In Two Bestselling Novels, Hardscrabble Women Beat The Odds
Christina Baker Kline sold nearly four million copies of her novel “Orphan Train” (HarperCollins/2013). The book imagined the story of Vivian, a 91-year-old woman who had been shipped west to foster care as a child.
The book uses Vivian’s story to reveal the hidden history of the orphan train movement, which sent abandoned, homeless or parentless children to mostly midwestern families. Through a surprising relationship with a troubled teen, readers see how Vivian overcame a raw deal with resilience and resolve. In her latest novel “A Piece of the World” (HarperCollins/2017), Baker Kline provides a similar imagining of Christina Olson, the real-life subject of Andrew Wyeth’s celebrated painting “Christina’s World,” which currently hangs in the Metropolitan Museum of Art.
Like Vivian, Christina has been dealt a hand that leaves much to be desired in life: she suffers from a degenerative disease that leaves her crippled. But she too is irrepressible in the face of her fate and finds special meaning and opportunity in an unlikely relationship with the charming young painter, for whom she becomes a muse and companion.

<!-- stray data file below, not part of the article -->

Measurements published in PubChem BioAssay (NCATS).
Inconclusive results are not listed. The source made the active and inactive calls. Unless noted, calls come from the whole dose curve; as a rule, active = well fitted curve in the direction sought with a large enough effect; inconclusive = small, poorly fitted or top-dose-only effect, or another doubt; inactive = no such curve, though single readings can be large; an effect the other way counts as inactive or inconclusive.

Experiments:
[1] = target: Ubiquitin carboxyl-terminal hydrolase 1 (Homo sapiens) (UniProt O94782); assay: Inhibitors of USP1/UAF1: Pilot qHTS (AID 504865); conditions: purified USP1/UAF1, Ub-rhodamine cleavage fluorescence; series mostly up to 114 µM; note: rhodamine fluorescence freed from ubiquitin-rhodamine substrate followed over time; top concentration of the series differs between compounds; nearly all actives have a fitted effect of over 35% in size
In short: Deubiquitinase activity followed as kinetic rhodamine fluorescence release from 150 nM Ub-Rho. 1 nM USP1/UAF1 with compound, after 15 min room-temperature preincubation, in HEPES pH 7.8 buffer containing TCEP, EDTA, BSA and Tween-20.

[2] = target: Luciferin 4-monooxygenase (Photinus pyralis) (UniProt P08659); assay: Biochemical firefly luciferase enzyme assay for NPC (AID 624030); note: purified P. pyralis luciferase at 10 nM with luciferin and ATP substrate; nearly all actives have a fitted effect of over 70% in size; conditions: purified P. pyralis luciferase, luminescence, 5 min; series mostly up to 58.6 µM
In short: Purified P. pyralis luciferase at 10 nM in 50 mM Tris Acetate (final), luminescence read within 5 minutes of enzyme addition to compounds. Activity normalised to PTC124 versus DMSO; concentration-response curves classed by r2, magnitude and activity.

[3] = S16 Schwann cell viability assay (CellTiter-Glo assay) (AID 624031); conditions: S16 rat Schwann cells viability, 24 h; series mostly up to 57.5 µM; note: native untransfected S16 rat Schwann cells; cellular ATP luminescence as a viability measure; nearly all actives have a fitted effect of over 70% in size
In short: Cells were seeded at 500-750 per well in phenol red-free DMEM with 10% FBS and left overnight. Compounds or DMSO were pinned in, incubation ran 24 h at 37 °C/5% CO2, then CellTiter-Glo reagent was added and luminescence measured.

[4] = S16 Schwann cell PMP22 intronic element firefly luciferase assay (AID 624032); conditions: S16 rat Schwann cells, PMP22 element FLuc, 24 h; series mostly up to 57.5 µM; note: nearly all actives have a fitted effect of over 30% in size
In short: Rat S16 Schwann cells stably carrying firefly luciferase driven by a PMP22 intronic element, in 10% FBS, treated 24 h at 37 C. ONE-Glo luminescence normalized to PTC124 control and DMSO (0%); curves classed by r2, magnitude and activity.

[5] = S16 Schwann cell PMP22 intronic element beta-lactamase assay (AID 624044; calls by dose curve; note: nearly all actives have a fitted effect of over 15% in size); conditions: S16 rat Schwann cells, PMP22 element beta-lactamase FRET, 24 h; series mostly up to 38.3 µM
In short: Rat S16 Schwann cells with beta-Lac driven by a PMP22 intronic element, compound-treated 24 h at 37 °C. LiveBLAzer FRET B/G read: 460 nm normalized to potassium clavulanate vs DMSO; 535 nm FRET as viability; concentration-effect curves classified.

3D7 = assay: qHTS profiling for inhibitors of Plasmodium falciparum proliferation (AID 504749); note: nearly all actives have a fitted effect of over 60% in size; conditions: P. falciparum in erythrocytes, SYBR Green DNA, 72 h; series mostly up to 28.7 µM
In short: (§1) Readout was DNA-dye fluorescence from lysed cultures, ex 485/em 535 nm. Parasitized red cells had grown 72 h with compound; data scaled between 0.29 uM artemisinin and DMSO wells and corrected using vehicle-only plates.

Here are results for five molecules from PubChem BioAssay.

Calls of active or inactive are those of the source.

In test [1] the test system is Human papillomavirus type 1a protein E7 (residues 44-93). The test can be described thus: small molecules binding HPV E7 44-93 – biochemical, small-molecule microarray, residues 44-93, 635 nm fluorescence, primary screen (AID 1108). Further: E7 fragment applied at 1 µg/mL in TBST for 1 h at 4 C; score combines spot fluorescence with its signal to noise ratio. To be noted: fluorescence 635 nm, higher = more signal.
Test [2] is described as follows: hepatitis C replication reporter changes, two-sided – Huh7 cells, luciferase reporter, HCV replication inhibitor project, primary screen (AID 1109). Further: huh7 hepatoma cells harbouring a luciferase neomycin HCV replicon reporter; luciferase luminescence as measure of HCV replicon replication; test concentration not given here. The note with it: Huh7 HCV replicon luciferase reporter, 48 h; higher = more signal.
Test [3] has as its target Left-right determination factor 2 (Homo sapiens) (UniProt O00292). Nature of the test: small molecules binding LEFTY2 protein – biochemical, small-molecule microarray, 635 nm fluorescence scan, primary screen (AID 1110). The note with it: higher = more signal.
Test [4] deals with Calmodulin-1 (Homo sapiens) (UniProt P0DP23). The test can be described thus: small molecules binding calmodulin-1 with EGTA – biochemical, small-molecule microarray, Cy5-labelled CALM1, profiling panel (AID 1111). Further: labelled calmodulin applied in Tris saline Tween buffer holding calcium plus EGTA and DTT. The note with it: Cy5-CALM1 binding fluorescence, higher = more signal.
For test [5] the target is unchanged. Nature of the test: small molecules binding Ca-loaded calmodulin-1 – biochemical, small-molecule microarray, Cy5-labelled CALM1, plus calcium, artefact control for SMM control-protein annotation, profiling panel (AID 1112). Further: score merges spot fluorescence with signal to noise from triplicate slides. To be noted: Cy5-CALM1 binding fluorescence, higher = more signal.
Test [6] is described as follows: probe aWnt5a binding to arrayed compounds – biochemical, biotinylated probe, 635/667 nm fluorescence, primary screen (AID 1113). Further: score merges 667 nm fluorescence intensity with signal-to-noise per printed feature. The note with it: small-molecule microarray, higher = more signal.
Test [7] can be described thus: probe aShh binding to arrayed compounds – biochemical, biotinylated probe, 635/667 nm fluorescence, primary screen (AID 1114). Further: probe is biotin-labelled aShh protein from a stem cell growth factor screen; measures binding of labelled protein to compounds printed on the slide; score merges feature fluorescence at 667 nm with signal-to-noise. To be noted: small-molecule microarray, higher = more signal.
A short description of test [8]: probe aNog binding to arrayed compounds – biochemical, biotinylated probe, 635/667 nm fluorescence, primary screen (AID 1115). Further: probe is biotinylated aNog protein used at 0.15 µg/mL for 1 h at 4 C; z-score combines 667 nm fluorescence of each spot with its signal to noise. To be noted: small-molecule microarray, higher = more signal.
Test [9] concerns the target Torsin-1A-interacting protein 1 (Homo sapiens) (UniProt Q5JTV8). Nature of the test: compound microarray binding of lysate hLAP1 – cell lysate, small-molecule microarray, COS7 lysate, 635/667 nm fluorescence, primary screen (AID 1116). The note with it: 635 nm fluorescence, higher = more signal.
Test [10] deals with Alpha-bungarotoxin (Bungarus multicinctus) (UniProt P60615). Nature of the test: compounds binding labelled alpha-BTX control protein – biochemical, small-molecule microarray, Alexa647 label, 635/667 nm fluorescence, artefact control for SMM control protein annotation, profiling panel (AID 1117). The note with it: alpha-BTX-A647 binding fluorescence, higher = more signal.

Host Frank Stasio talks with Christina Baker Kline about her own inspiration and about the hardy women she writes about. Baker Kline speaks at a ticketed event benefiting the Durham Literacy Center on Thursday, Oct. 19 at 7 p.m.
at 21c Museum Hotel in Durham.